My Hacks for Affiliate Marketing
I would say that affiliate marketing clicked and started working when I went back to analyze my old articles and experimented with link placement.
Here are some of the questions I asked myself:
- Where should I place affiliate links to capture some kind of conversion, given that my articles tend to be very long and the time on page for affiliate-focused posts is six to eight minutes on average? Maybe a little bit earlier in the article?
- Why not place links as buttons? Maybe doing so will allow me to capture more clicks?
- Why not put hotels within the articles?
Once I started putting these thoughts into action, it became clear what worked and what didn’t. I started with an initial approach, then changed and monitored that approach along the way until I developed a formula.
This formula is unique to each blog and the types of readers, so my main takeaway was to try different experiments.
When it comes to brands, the niches I focus on are: accommodations, tours, and tickets. So, I favor Booking.com, Viator, Get Your Guide, Take Walks, and Tiqets. The best part is that I can work with most of these brands via Travelpayouts.
The platform itself makes everything very simple, so adding links and tracking performance is easy. It’s actually perfect for someone who is just starting out, because not only is the platform intuitive, but having a lot of relevant travel affiliate programs in one place, as well as statistics, is super convenient and cannot be found anywhere else.
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How I Create Blog Articles that Convert
I create all the content on my blog myself. The process begins with me thinking about which elements would be involved in covering a destination and the different things people would want to know about that location.
I primarily use two tools to find topics:
- Keysearch – This tool is basic and inexpensive. All the information you need is there.
- Google – This may seem obvious, but you’d be surprised at how many people forget about it. Google tells you a lot if you start searching for a specific query in terms of related keywords or the problems that come up when you start typing.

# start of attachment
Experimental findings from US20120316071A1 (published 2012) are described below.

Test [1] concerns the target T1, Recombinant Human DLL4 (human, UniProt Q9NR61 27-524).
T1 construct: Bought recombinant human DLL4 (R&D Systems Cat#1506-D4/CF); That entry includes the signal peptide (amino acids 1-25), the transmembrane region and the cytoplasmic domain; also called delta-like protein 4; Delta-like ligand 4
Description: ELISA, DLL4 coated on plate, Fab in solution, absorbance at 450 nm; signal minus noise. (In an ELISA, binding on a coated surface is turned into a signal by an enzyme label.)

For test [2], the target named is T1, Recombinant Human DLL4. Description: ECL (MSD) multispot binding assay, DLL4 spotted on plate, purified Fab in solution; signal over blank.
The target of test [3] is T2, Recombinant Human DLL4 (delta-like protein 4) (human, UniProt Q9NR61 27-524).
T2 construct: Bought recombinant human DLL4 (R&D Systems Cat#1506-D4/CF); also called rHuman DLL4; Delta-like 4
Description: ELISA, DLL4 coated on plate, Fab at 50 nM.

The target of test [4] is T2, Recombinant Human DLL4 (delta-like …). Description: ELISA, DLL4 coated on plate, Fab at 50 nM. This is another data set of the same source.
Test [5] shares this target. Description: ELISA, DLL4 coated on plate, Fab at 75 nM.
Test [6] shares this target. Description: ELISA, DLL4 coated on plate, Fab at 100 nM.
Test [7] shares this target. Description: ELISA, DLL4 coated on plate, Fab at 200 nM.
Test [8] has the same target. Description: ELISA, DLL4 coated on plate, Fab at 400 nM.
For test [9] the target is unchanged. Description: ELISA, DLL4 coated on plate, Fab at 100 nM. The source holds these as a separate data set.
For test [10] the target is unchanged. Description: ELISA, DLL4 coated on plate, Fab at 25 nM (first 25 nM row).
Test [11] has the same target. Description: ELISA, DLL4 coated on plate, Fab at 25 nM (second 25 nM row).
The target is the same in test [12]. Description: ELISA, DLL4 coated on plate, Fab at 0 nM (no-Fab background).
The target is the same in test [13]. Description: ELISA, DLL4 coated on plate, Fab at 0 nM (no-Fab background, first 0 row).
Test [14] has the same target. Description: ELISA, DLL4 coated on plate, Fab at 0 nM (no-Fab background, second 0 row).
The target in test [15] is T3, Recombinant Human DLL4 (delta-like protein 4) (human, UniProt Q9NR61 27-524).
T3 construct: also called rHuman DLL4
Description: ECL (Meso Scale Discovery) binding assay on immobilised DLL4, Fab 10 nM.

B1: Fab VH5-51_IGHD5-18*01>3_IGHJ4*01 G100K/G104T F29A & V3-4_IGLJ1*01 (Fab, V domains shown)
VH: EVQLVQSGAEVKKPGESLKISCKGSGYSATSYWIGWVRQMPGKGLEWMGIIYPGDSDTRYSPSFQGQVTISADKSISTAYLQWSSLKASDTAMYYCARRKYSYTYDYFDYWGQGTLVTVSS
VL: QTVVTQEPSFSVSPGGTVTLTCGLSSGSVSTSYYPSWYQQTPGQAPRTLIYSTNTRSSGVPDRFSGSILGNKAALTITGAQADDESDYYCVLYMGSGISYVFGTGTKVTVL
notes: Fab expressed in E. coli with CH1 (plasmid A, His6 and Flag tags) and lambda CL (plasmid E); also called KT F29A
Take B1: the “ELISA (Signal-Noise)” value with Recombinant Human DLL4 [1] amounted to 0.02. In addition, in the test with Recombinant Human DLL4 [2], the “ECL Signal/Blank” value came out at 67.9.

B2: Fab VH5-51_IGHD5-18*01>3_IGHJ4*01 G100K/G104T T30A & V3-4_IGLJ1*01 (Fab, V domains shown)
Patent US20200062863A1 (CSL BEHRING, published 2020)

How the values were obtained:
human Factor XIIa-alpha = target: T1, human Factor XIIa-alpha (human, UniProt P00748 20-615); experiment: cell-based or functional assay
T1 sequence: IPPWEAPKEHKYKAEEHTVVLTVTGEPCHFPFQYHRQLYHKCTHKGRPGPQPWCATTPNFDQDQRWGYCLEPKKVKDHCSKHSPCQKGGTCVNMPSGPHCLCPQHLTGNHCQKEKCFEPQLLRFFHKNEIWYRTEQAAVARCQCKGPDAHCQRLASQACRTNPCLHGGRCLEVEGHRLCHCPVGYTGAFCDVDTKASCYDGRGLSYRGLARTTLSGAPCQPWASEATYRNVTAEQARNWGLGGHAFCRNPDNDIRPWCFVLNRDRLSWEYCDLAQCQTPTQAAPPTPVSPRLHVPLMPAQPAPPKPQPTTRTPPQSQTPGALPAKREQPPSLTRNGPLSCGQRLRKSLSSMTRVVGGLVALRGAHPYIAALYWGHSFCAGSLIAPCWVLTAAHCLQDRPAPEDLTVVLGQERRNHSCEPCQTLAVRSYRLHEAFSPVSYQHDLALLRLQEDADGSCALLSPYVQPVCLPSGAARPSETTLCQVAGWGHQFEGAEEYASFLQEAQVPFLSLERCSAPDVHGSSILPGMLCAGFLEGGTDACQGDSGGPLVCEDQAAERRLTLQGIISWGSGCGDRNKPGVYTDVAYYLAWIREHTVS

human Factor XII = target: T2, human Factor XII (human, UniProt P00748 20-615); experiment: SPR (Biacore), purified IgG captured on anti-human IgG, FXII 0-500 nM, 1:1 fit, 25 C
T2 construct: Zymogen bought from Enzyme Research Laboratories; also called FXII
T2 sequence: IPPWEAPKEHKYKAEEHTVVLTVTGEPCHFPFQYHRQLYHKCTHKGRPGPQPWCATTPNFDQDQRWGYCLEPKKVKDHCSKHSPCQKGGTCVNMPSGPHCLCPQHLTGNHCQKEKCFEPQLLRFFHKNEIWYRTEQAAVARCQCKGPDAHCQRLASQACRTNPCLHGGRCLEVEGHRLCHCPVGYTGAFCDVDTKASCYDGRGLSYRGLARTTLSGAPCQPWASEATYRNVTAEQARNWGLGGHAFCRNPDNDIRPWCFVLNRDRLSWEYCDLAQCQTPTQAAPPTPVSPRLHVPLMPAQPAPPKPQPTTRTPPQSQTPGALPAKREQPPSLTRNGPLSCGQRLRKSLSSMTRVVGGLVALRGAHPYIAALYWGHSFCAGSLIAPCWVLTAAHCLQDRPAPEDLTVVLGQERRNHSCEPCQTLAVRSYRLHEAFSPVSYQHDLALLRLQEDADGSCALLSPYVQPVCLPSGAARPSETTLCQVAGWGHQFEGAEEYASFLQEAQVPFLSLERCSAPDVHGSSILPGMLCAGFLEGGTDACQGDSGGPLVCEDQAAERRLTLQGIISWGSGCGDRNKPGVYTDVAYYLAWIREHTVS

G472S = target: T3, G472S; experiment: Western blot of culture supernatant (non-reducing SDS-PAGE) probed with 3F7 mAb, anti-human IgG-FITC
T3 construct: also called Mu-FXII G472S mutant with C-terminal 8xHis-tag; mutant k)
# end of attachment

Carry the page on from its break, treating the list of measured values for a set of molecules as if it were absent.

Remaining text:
You shouldn’t focus on short, high-volume keywords. They might be good for attracting traffic, but are not necessarily the best for affiliate marketing, where it’s more important to target specific, long-tail keywords. That’s because your audience is ready to take action and make a booking. You won’t get as many people coming to your site, but you’ll definitely see a higher conversion rate than with traditional keywords.
Write using keywords that carry user intent and your posts will convert. If you don’t understand what that means, take a step back and learn about the marketing funnel. This will help you get into the mindset of your reader. Someone who is searching for “places to visit in Europe in summer” is not going to be ready to book a tour or hotel yet.
I think there are three types of travelers:
- Those that plan way in advance
- Those that leave plans until the last minute, but still like to have one
- Those who have no plans at all
I recommend targeting the first two types of travelers because you’re more likely to be able to influence their booking process. With the second category, I find I’m more likely to get conversions in the form of tour bookings. I’ve noticed that many of my tour bookings are made a couple of days or weeks before the date of the tour.
My Advice on How to be a Successful Travel Blogger
- Slow down and take the time to learn first. After deciding you want to be a travel blogger, spend the first six months learning about the craft rather than rushing and writing a lot of articles. Focus on mastering SEO, affiliate marketing, and the backend (e.g., how to run WordPress).
- Think about your audience and their intent. Always ask yourself what action you want your readers to take when reading your post. Create useful content that will solve their problems, because solving a problem generates more clicks and sales.
- Remember that the concept of overnight success is a cliche. Be patient and allow things to grow over time. Never give up. Always seek to improve yourself, learn more, develop your website, improve your content, and genuinely help your readers.